US5109846Nov 5, 1990May 5, 1992Physiodynamics, Inc.Apparatus and method for electrotherapeutic treatment of structures associated with the eye
US5130528Mar 1, 1991Jul 14, 1992International Business Machines CorporationOpto-photo-electric switch
US5130776Feb 22, 1990Jul 14, 1992Landis & Gyr Betriebs AgUltraviolet-light photodiode
US5147284Aug 9, 1990Sep 15, 1992Fedorov Svjatoslav NDevice and method for restoration of visual functions
US5154174Apr 16, 1991Oct 13, 1992Marko HawlinaElectrode for electroretinography and method of use
US5159927Apr 5, 1991Nov 3, 1992Ferdinand SchmidVisual prosthesis apparatus and method
US5174304May 13, 1991Dec 29, 1992Latina Mark AFor destruction of living human eye tissue
US5223728Apr 2, 1992Jun 29, 1993Motorola, Inc.Optical switch integrated circuit
US5256882Sep 17, 1992Oct 26, 1993Kabushiki Kaisha ToshibaSignal transmission circuit having a latch-up function
US5338991Dec 28, 1992Aug 16, 1994Lu Chao ChengHigh power solid state relay with input presence and polarity indication
US5341798 *Dec 2, 1992Aug 30, 1994Grounauer Pierre AlainRetractor device for human or animal tissue
US5351309Jun 30, 1992Sep 27, 1994National Science CouncilImage edge sensor
US5360438Jan 26, 1993Nov 1, 1994Fisher Mary RMethod and device for improving cranial nerve function to improve muscle function and thereby overcome visual/perceptual dysfunction
US5397350May 3, 1993Mar 14, 1995Chow; Alan Y.Independent photoelectric artificial retina device and method of using same
US5411540Jun 3, 1993May 2, 1995Massachusetts Institute Of TechnologyMethod and apparatus for preferential neuron stimulation
US5441040 *Feb 2, 1994Aug 15, 1995Williams, Jr.; Barney K.RDS speculum
US5476494Apr 28, 1994Dec 19, 1995Massachusetts Institute Of TechnologyLow pressure neural contact structure
US5491349Apr 22, 1994Feb 13, 1996Kabushiki Kaisha ToshibaMulti-color light emitting device
US5496355Nov 21, 1994Mar 5, 1996Lipsky; Stephen N.Extraocular muscle sensor and stimulator
US5522864Oct 25, 1994Jun 4, 1996Wallace; Larry B.Apparatus and method for ocular treatment
US5556423Apr 20, 1994Sep 17, 1996Alan Y. ChowIndependent photoelectric artificial retina device and method of using same
US5578040Jun 14, 1994Nov 26, 1996Smith; Albert C.Surgical apparatus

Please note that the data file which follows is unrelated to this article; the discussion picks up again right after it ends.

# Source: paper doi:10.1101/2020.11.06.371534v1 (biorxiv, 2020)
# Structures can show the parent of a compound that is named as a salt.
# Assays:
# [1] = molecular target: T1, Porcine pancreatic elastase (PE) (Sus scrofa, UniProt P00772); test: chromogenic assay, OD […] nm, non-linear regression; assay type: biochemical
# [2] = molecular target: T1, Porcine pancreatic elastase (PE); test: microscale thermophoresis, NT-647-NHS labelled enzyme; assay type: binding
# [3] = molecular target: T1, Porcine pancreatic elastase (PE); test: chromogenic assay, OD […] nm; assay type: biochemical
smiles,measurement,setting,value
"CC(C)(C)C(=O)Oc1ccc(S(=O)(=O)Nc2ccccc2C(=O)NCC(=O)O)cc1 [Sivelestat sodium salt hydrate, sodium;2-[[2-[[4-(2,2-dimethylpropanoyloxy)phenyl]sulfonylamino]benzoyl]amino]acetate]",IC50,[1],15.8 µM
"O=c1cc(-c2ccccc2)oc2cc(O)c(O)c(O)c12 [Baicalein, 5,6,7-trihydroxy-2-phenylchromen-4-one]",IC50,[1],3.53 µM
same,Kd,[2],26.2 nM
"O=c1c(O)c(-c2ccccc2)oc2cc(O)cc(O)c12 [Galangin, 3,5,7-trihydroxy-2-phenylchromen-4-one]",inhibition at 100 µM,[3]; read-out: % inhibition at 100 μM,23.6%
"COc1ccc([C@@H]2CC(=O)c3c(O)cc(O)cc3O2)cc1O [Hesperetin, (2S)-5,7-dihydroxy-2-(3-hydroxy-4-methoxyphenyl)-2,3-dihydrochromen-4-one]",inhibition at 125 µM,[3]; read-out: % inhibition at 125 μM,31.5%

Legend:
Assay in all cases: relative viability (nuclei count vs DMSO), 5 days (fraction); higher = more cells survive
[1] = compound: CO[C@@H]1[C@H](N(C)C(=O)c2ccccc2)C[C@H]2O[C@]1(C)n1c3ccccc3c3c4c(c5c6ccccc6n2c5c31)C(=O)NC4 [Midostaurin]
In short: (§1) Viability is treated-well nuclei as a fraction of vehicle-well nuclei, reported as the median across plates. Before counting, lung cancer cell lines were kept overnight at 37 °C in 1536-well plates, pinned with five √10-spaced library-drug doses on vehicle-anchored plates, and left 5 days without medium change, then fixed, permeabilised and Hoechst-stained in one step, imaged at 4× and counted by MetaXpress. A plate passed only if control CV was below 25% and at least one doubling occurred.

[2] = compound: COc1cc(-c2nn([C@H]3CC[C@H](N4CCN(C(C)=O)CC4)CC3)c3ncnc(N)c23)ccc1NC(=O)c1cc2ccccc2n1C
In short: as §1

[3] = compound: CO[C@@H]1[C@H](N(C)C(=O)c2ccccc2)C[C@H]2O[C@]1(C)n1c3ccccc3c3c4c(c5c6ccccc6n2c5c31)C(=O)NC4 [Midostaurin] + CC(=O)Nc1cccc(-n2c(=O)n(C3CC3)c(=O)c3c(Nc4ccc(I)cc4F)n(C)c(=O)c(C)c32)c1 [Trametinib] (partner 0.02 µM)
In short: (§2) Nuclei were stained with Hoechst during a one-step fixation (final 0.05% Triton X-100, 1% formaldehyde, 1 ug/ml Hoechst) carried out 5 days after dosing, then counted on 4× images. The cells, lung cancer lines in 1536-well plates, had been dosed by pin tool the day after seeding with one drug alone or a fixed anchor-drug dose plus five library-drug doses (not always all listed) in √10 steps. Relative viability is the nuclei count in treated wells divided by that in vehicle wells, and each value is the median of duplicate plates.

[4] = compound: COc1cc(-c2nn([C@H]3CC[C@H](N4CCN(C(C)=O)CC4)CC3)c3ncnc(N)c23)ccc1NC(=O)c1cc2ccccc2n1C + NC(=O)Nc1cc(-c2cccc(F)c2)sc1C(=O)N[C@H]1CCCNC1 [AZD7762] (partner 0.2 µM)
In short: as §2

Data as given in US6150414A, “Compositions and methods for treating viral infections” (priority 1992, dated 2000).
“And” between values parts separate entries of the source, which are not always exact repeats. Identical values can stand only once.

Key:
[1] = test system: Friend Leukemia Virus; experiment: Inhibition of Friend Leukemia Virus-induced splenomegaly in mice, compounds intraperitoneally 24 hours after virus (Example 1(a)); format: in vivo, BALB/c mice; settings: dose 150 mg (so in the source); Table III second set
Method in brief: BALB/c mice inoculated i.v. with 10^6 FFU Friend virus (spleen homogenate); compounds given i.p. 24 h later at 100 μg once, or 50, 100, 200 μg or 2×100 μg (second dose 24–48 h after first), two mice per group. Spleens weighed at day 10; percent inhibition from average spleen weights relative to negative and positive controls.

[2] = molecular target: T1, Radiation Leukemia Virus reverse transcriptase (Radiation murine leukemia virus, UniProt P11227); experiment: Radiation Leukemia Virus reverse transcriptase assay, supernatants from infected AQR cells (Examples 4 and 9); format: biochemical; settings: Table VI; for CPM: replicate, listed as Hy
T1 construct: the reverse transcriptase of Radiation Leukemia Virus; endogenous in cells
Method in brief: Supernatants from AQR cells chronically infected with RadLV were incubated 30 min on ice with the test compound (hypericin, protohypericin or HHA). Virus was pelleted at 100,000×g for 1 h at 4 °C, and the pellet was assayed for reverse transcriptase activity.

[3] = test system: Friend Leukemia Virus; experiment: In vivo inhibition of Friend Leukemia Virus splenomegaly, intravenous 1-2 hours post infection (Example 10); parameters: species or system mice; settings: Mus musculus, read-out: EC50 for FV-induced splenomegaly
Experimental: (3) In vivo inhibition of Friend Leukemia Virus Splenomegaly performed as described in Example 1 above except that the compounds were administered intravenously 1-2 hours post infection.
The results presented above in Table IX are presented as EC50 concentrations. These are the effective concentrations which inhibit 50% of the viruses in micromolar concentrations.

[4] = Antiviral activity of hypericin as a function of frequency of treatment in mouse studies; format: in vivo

US5618261 *Oct 27, 1994Apr 8, 1997Nevyas; Herbert J.Eye proptosing speculum and method
US5648655Dec 26, 1995Jul 15, 1997Lsi Logic CorporationSensing device for capturing a light image
US5674263Mar 18, 1996Oct 7, 1997Yamamoto; HiroshiOptic nerve image output device and method
US5717201Apr 18, 1996Feb 10, 1998National Science CouncilDouble four-quadrant angle-position detector
US5782894Mar 5, 1997Jul 21, 1998Israel; BenDevice and method for improving ocular focusing at near vision points
US5837995Nov 25, 1996Nov 17, 1998Alan Y. ChowWavelength-controllable voltage-phase photodiode optoelectronic switch ("opsistor")
US5843147Apr 30, 1996Dec 1, 1998Medtronic, Inc.Implantable eyelid electrode and method of implanting same
US5865839May 19, 1997Feb 2, 1999Doorish; John F.Artificial retina
US5895414Apr 10, 1997Apr 20, 1999Sanchez-Zambrano; SergioPacemaker housing
US5895415Jun 6, 1995Apr 20, 1999Optobionics CorporationMulti-phasic microphotodiode retinal implant and adaptive imaging retinal stimulation system
US5904144Mar 22, 1996May 18, 1999Cytotherapeutics, Inc.Method for delivering a biologically active molecule to the eye
US5935155Mar 13, 1998Aug 10, 1999John Hopkins University, School Of MedicineVisual prosthesis and method of using same
US5944747Mar 13, 1998Aug 31, 1999Johns Hopkins UniversityMethod for preferential outer retinal stimulation
US6006756Aug 3, 1998Dec 28, 1999Shadduck; John H.Non-contact magnetoresonant implant system and techniques for periodic corneal re-shaping
US6007477Feb 12, 1998Dec 28, 1999Demenezes; Jose E.Eye treatment device
US6032062Aug 1, 1996Feb 29, 2000Nmi Naturwissenschaftliches Und Medizinisches InstitutMicroelectrode arrangement
US6035236Jul 13, 1998Mar 7, 2000Bionergy Therapeutics, Inc.Methods and apparatus for electrical microcurrent stimulation therapy
US6066675Sep 8, 1997May 23, 2000The Regents Of The University Of CaliforniaWhich cause injury or death of photoreceptors, by administering an alpha-adrenergic agonist
US6083251Nov 12, 1998Jul 4, 2000Shindo; KoheiEye treatment method and apparatus
US6101411Sep 24, 1998Aug 8, 2000Newsome; David A.Dilation enhancer
US6154671Jan 4, 1999Nov 28, 2000OptisinvestDevice for the intraocular transfer of active products by iontophoresis
US6230057Mar 26, 1998May 8, 2001Optobionics CorporationMulti-phasic microphotodiode retinal implant and adaptive imaging retinal stimulation system
US6264971Nov 4, 1999Jul 24, 2001Btg International LimitedOcular insert
US6275735Jul 7, 1999Aug 14, 2001Bionergy Therapeutics, Inc.Methods and apparatus for electrical microcurrent stimulation therapy